Why are we are invested in this project?
Sri Thanya is dairy farmer but she she lost half her cattle during the war. Luckily following the war, when she returned back home, she was able to find the three that remained. But they are all local breeds and they produce 1 – 2 litres a milk a day.
Milk production is a rapidly growing industry in the Northern Province of Sri Lanka. Since the conflict ended, many new private sector and semi-governmental actors have moved into the areas of dairy development such as milk collection and establishing processing centres. Milk production has long been a source of food and secondary income in the northern districts, but the arrival of businesses such as Nestle, Milco and others has raised the interest and profile of milk production as an income earning strategy. This is increasing demand for higher yielding crossbreeds that can produce three-times the daily milk production of the local cow varieties.
This project works with 48 farmers in the village to introduce higher yielding cross breeds and providing training and mentoring on best cattle practices and self producing inputs to reduce maintenance costs. This will transform the income and lives of Sri Thanya’s and the 47 other dairy farmers in her village.
The project will directly impact 48 small scale farmers and indirectly benefit over 150 people
- Build social capital in the village by adopting a pass the gift methodology – dairy farmers who receive a subsidised cow much pass on the baby calf to one of the other farmers in the programme
- Farmers have an understanding and adopt new technologies and practices that will significantly improve milk production
- Reduce the cost of maintenance by self-producing inputs, increasing the profitability of the dairy farmers businesses
- Improved milk quality to meet more profitable market requirements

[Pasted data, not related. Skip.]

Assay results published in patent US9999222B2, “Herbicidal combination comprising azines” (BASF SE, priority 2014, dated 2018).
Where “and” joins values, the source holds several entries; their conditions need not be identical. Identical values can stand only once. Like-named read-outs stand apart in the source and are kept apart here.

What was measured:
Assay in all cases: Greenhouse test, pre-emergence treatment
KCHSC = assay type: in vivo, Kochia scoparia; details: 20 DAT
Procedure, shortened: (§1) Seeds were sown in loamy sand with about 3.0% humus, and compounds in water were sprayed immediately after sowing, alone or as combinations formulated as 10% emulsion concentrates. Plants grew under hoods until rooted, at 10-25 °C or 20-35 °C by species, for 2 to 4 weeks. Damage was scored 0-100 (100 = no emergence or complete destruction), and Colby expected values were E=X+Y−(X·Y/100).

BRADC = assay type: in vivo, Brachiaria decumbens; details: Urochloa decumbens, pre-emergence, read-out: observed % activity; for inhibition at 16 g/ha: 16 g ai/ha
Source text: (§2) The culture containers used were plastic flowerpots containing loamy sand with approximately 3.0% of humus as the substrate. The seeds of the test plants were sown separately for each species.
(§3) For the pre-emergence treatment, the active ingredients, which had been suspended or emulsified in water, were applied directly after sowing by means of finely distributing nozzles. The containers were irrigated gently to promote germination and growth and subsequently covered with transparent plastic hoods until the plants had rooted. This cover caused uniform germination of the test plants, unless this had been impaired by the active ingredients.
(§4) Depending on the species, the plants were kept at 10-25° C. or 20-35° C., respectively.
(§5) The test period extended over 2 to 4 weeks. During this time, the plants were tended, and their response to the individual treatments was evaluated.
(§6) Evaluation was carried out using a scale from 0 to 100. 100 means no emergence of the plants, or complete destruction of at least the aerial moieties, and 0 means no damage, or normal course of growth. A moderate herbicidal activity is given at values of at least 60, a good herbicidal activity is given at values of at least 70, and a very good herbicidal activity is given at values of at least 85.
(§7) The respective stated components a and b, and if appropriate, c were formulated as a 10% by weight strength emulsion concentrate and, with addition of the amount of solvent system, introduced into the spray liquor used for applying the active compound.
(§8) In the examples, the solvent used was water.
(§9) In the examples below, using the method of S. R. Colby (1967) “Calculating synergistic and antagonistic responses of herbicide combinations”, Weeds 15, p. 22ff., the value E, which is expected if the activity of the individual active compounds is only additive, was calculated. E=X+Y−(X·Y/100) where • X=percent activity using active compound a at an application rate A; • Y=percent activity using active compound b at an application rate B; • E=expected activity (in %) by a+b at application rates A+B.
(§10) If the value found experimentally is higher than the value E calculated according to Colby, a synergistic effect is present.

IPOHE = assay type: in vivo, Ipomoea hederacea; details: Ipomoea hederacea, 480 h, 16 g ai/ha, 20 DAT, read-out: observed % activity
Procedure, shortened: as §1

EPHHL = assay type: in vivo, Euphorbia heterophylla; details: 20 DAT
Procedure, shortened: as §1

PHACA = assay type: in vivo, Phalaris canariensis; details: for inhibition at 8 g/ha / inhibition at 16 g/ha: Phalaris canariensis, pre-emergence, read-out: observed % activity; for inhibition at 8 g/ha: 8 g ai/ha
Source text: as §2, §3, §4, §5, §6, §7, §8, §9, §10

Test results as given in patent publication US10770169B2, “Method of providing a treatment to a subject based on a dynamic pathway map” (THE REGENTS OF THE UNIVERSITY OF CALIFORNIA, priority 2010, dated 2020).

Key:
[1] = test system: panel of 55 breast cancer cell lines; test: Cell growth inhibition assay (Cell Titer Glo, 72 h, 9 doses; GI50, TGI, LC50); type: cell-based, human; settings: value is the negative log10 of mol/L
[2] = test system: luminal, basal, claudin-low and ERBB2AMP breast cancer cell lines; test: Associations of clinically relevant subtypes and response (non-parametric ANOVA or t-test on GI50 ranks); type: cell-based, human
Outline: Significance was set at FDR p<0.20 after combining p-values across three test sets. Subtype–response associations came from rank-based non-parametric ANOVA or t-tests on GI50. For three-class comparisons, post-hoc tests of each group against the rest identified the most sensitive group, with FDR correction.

- Increase income for families to better meet their needs and pursue goals important to them
How will the project work?
The project will identify 48 women who are already working as dairy farmers or have previous experience to learn how to grow their dairy businesses through the introduction of high yielding cows.
The project will provide in-depth training to 48 women in:
- Intensive cow management – a technique that enables high production despite the small lands of many of the women
- Looking after the health of the cows
- Improving the breed of the cows naturally through Artificial Insemination
- Ensuring highest quality of milk to enable the women to access higher prices, and among other things
- Learning how to self-produce inputs, such as fodder (feed for the cows) to reduce the cost of maintaining their dairy businesses
The program is special because the 48 women work closely together, supporting each other and sharing their learnings and their challenges. 24 women are initially provided with a subsidised high breed cow and when the cow births a calf, they pass it on to the other 24 women in the program. In this way the women pass the gift they receive to ensure others in their village thrive!
HOW DO WE ENSURE THE PROJECT IS SUSTAINABLE AFTER WE LEAVE?
The program will support the training of the new techniques and provide intensive mentoring so that in time, farmers understand and have fully adopted these improved practices. Most importantly, facilitation of farmer to farmer training enables a strong culture of support to thrive in the village as farmers begin to understand that as producers they are much stronger in the market place as a collective.
With improved skills, farmers will be able to stand on their own two feet without the continued support from our local team.
This program forms part of a 5 year village program in the village of Irruttumadu. For 5 years our local team will be based in the village supporting farmers to learn new techniques and supporting them as they adopt the practices. After 5 years our team exists from the village and the farmers and the village will continue to thrive!